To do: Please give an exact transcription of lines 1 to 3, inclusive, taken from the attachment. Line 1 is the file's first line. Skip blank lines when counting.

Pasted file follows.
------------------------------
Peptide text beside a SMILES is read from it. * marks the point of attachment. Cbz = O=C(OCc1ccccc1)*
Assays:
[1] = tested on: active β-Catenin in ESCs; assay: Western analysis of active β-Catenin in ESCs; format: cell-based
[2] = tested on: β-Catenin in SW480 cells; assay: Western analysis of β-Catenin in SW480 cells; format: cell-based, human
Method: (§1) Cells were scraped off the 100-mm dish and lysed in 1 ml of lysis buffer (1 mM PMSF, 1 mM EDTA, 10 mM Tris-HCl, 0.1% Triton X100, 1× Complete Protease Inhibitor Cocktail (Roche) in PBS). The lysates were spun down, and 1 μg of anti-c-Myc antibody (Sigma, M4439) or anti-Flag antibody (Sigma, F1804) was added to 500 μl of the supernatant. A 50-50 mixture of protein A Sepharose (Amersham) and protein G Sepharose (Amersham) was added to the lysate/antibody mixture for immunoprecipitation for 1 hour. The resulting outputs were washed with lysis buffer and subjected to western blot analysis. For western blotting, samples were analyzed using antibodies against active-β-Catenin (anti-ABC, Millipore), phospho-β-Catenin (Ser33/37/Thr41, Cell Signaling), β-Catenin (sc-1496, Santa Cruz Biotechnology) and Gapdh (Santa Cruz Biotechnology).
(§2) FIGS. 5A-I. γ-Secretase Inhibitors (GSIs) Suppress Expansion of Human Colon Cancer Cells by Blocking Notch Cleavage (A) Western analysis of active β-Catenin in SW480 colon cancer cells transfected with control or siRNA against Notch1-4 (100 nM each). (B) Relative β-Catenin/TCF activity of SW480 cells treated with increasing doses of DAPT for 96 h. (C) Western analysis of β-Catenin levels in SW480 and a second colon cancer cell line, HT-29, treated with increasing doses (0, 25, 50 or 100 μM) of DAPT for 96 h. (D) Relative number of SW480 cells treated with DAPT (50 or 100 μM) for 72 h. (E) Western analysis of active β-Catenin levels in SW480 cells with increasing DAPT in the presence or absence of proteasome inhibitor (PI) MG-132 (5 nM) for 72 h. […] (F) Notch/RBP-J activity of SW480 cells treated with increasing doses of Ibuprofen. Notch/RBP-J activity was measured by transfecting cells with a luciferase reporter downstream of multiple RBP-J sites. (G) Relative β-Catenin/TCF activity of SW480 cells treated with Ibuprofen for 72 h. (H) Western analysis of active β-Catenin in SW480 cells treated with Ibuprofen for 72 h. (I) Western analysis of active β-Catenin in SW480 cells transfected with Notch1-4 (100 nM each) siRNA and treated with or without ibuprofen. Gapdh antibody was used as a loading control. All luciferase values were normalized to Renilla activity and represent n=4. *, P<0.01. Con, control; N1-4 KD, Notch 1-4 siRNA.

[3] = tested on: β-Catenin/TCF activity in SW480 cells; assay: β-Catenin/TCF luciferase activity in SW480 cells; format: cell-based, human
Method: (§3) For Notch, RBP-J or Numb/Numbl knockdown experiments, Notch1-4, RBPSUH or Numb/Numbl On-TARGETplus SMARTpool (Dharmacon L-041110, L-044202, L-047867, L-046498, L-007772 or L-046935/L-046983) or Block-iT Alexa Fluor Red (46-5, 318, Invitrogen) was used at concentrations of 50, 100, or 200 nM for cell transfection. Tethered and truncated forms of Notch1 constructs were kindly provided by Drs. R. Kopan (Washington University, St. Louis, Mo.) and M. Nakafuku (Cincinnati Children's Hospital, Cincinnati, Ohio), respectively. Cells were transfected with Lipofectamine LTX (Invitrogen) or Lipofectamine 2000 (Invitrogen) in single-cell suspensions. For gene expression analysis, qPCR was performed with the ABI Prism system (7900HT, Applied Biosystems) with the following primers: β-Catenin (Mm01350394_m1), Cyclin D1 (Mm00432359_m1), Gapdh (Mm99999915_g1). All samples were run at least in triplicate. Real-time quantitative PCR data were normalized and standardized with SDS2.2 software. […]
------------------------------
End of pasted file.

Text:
Peptide text beside a SMILES is read from it. * marks the point of attachment. Cbz = O=C(OCc1ccccc1)*
Assays:
[1] = tested on: active β-Catenin in ESCs; assay: Western analysis of active β-Catenin in ESCs; format: cell-based